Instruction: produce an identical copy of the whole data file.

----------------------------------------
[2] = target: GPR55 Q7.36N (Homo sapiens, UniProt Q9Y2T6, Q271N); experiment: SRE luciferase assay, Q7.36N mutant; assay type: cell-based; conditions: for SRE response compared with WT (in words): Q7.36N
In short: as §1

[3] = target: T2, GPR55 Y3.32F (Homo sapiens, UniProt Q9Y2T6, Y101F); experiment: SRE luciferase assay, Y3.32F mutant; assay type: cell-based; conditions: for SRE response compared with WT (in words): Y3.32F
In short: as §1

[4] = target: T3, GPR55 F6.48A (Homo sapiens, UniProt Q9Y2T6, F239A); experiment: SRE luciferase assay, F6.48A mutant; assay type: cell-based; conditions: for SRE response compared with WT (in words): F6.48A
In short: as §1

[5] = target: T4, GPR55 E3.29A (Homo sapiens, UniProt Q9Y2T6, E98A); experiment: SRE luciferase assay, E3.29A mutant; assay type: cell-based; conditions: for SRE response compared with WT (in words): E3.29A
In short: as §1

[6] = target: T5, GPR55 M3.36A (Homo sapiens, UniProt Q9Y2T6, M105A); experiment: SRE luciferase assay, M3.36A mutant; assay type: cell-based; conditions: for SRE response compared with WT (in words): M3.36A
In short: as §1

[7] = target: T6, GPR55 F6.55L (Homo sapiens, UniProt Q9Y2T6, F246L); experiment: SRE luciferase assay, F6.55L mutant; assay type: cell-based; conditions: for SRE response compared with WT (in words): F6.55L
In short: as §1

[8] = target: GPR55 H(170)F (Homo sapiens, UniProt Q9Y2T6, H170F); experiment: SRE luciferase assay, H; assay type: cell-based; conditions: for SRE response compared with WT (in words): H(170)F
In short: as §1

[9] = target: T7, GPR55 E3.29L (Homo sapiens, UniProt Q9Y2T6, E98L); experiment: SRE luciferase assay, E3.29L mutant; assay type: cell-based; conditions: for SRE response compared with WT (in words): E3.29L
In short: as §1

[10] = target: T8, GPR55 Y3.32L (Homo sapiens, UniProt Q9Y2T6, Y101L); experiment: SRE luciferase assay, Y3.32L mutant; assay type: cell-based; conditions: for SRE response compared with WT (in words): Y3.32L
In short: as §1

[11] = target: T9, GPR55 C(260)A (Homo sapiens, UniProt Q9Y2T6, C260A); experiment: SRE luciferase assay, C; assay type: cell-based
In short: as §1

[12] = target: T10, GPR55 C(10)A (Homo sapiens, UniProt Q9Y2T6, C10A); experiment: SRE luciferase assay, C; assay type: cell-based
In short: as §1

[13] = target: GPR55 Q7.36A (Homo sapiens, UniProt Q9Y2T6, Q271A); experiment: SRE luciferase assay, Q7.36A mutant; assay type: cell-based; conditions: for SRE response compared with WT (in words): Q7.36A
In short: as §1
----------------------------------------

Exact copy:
[2] = target: GPR55 Q7.36N (Homo sapiens, UniProt Q9Y2T6, Q271N); experiment: SRE luciferase assay, Q7.36N mutant; assay type: cell-based; conditions: for SRE response compared with WT (in words): Q7.36N
In short: as §1

[3] = target: T2, GPR55 Y3.32F (Homo sapiens, UniProt Q9Y2T6, Y101F); experiment: SRE luciferase assay, Y3.32F mutant; assay type: cell-based; conditions: for SRE response compared with WT (in words): Y3.32F
In short: as §1

[4] = target: T3, GPR55 F6.48A (Homo sapiens, UniProt Q9Y2T6, F239A); experiment: SRE luciferase assay, F6.48A mutant; assay type: cell-based; conditions: for SRE response compared with WT (in words): F6.48A
In short: as §1

[5] = target: T4, GPR55 E3.29A (Homo sapiens, UniProt Q9Y2T6, E98A); experiment: SRE luciferase assay, E3.29A mutant; assay type: cell-based; conditions: for SRE response compared with WT (in words): E3.29A
In short: as §1

[6] = target: T5, GPR55 M3.36A (Homo sapiens, UniProt Q9Y2T6, M105A); experiment: SRE luciferase assay, M3.36A mutant; assay type: cell-based; conditions: for SRE response compared with WT (in words): M3.36A
In short: as §1

[7] = target: T6, GPR55 F6.55L (Homo sapiens, UniProt Q9Y2T6, F246L); experiment: SRE luciferase assay, F6.55L mutant; assay type: cell-based; conditions: for SRE response compared with WT (in words): F6.55L
In short: as §1

[8] = target: GPR55 H(170)F (Homo sapiens, UniProt Q9Y2T6, H170F); experiment: SRE luciferase assay, H; assay type: cell-based; conditions: for SRE response compared with WT (in words): H(170)F
In short: as §1

[9] = target: T7, GPR55 E3.29L (Homo sapiens, UniProt Q9Y2T6, E98L); experiment: SRE luciferase assay, E3.29L mutant; assay type: cell-based; conditions: for SRE response compared with WT (in words): E3.29L
In short: as §1

[10] = target: T8, GPR55 Y3.32L (Homo sapiens, UniProt Q9Y2T6, Y101L); experiment: SRE luciferase assay, Y3.32L mutant; assay type: cell-based; conditions: for SRE response compared with WT (in words): Y3.32L
In short: as §1

[11] = target: T9, GPR55 C(260)A (Homo sapiens, UniProt Q9Y2T6, C260A); experiment: SRE luciferase assay, C; assay type: cell-based
In short: as §1

[12] = target: T10, GPR55 C(10)A (Homo sapiens, UniProt Q9Y2T6, C10A); experiment: SRE luciferase assay, C; assay type: cell-based
In short: as §1

[13] = target: GPR55 Q7.36A (Homo sapiens, UniProt Q9Y2T6, Q271A); experiment: SRE luciferase assay, Q7.36A mutant; assay type: cell-based; conditions: for SRE response compared with WT (in words): Q7.36A
In short: as §1